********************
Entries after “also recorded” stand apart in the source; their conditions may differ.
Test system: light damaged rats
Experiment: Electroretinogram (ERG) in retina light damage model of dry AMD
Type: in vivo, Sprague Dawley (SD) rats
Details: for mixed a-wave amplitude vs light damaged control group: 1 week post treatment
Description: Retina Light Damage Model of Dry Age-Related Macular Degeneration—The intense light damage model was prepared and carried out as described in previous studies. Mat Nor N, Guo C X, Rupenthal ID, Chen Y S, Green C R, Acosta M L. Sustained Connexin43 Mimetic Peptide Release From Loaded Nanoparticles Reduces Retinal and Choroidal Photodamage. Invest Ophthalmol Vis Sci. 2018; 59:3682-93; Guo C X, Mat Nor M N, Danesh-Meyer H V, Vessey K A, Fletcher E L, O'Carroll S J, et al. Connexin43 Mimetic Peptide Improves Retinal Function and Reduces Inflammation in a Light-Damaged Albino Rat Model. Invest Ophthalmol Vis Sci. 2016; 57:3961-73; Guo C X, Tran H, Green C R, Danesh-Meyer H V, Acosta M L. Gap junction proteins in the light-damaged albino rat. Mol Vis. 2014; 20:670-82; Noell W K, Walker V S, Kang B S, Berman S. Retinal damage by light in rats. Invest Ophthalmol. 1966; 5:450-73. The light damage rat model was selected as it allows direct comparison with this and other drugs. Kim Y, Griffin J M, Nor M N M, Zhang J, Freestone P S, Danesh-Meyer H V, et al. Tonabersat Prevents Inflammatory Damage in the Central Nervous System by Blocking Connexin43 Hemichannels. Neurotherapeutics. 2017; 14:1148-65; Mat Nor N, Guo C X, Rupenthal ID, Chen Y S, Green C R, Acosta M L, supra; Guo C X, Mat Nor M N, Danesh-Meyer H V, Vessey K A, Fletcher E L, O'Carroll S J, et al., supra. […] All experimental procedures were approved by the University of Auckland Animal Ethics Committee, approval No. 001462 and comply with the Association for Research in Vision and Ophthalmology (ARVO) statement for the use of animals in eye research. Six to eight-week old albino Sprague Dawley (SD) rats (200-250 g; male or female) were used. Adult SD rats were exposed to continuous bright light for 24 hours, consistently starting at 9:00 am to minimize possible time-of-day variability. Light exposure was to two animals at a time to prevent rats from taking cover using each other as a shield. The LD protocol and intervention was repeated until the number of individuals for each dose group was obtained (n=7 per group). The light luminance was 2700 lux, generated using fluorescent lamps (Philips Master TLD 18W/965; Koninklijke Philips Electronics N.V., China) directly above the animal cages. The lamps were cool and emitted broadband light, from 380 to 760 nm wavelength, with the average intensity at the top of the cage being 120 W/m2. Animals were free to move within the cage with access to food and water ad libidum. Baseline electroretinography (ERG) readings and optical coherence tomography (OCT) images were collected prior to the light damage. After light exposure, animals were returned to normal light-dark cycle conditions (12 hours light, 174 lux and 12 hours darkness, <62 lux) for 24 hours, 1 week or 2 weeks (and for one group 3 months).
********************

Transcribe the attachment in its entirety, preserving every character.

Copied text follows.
Entries after “also recorded” stand apart in the source; their conditions may differ.
Test system: light damaged rats
Experiment: Electroretinogram (ERG) in retina light damage model of dry AMD
Type: in vivo, Sprague Dawley (SD) rats
Details: for mixed a-wave amplitude vs light damaged control group: 1 week post treatment
Description: Retina Light Damage Model of Dry Age-Related Macular Degeneration—The intense light damage model was prepared and carried out as described in previous studies. Mat Nor N, Guo C X, Rupenthal ID, Chen Y S, Green C R, Acosta M L. Sustained Connexin43 Mimetic Peptide Release From Loaded Nanoparticles Reduces Retinal and Choroidal Photodamage. Invest Ophthalmol Vis Sci. 2018; 59:3682-93; Guo C X, Mat Nor M N, Danesh-Meyer H V, Vessey K A, Fletcher E L, O'Carroll S J, et al. Connexin43 Mimetic Peptide Improves Retinal Function and Reduces Inflammation in a Light-Damaged Albino Rat Model. Invest Ophthalmol Vis Sci. 2016; 57:3961-73; Guo C X, Tran H, Green C R, Danesh-Meyer H V, Acosta M L. Gap junction proteins in the light-damaged albino rat. Mol Vis. 2014; 20:670-82; Noell W K, Walker V S, Kang B S, Berman S. Retinal damage by light in rats. Invest Ophthalmol. 1966; 5:450-73. The light damage rat model was selected as it allows direct comparison with this and other drugs. Kim Y, Griffin J M, Nor M N M, Zhang J, Freestone P S, Danesh-Meyer H V, et al. Tonabersat Prevents Inflammatory Damage in the Central Nervous System by Blocking Connexin43 Hemichannels. Neurotherapeutics. 2017; 14:1148-65; Mat Nor N, Guo C X, Rupenthal ID, Chen Y S, Green C R, Acosta M L, supra; Guo C X, Mat Nor M N, Danesh-Meyer H V, Vessey K A, Fletcher E L, O'Carroll S J, et al., supra. […] All experimental procedures were approved by the University of Auckland Animal Ethics Committee, approval No. 001462 and comply with the Association for Research in Vision and Ophthalmology (ARVO) statement for the use of animals in eye research. Six to eight-week old albino Sprague Dawley (SD) rats (200-250 g; male or female) were used. Adult SD rats were exposed to continuous bright light for 24 hours, consistently starting at 9:00 am to minimize possible time-of-day variability. Light exposure was to two animals at a time to prevent rats from taking cover using each other as a shield. The LD protocol and intervention was repeated until the number of individuals for each dose group was obtained (n=7 per group). The light luminance was 2700 lux, generated using fluorescent lamps (Philips Master TLD 18W/965; Koninklijke Philips Electronics N.V., China) directly above the animal cages. The lamps were cool and emitted broadband light, from 380 to 760 nm wavelength, with the average intensity at the top of the cage being 120 W/m2. Animals were free to move within the cage with access to food and water ad libidum. Baseline electroretinography (ERG) readings and optical coherence tomography (OCT) images were collected prior to the light damage. After light exposure, animals were returned to normal light-dark cycle conditions (12 hours light, 174 lux and 12 hours darkness, <62 lux) for 24 hours, 1 week or 2 weeks (and for one group 3 months).